Jaime Patterson | September 2015
Building Leadership in the Classroom
Building leadership in the classroom
This is an amazing way to place responsibility, ownership, and accountability into the hands of the students. However, it is essential that all procedures are well established before proceeding to building leadership. If you need help with establishing procedures check out my last three articles:
Back to School
Practicing Procedures Part I
Practicing Procedures Part II
A mentor once told me “don’t do for the students, that which they can do for themselves.” If we keep that in mind, we can begin creating and building leadership within the classroom. If we do it right, the hardest part of our job should be planning because the classroom should run itself.
The Simple Stuff
Everything from writing on the board to clicking the powerpoint can be jobs the students can do. You can assign specific roles “paper passer,” “paper collector,” “bathroom monitor,” “tardy control.” Or, you can simply hand over tasks as they arise. Either way, if you can answer “yes” to the question can a student be doing this, then a student should be doing it.
The Not-So-Simple Stuff
There are larger responsibilities that can be handed over to the students. Personally, I like to have two class leaders for each class, and these leaders are in charge of the class as a whole. In dance, my leaders are responsible for starting class, leading a warm up, staying after to make sure the studio was clean. Teaching information to absent students, running class if there was a substitute teacher, tutoring incoming dancers, and standing in as assistant directors for the concerts.
In my English classes, the leaders were responsible for similar tasks, getting class started, checking off certain work, leading discussion groups, teaching pertinent information to students who were absent, running class if there was a substitute teacher. Other than presenting a new concept, just about every detail of a class can be handed to the students.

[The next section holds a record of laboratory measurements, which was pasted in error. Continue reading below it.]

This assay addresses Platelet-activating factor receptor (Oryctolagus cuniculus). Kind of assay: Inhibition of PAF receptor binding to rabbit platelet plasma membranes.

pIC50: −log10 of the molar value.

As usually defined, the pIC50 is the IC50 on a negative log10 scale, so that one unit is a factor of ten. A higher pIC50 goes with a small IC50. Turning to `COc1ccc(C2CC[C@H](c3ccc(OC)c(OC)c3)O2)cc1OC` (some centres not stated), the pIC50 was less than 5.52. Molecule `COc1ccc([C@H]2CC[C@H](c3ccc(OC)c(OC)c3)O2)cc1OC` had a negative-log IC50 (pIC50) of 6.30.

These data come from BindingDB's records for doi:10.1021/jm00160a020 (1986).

The Necessary Stuff
We all have those favorite students, you know, the ones who can’t sit still, love to talk out of turn, or say something funny so everyone laughs… our class clowns. These are our natural leaders. Their behavior is telling us “give me something to do!” So don’t fight it, invite it! Give these students specific responsibilities that hone in on their natural talents. These students are begging for purpose, and they can either help our class run smoothly or be the obstacle in instruction.
Create specific roles for these students based on their needs. For example, for a student who always comes late give them the responsibility of attendance. Their job is to get to class before anyone else and stand at the door with you to check off attendance as students enter so that you can conduct mini conversations with everyone. Obviously, you will want to double check the attendance, but this student now has a specific purpose for being in class on time.
For your student who can’t sit still…don’t make them. This student is perfect for passing out or collecting paperwork, writing on the board, gathering materials, or checking off assignments. If they can’t sit still, then keep them out of their seats with tasks that will help the class run smoothly. In our tech dependent world, many of us teach from a powerpoint or some sort of computer presentation. Elect a “tech expert.” A student who gets to class on time and helps by setting up any technical elements for the class. This way you can hand over some of these necessary tasks and concentrate on setting the tone for your classroom by greeting the students at the door.
Don’t fight the students natural talents, use them to your advantage.
I challenge you to look at your classes this week. Note all of the work that you do that can easily be completed by a student. Then, make a list of all the possible jobs in your classroom. Sometimes it’s difficult to relinquish control, but once you’ve determined the areas where you are comfortable trusting a student, hold an election or appoint students as you see fit. You’ll find the students value the job, appreciate the sense of purpose, and even fight for their role if you or someone else tries to complete their task.
Our hardest job should be the planning, once in the classroom we should be able to step back and facilitate creativity and inspire curiosity, and student building leadership is a step in that direction.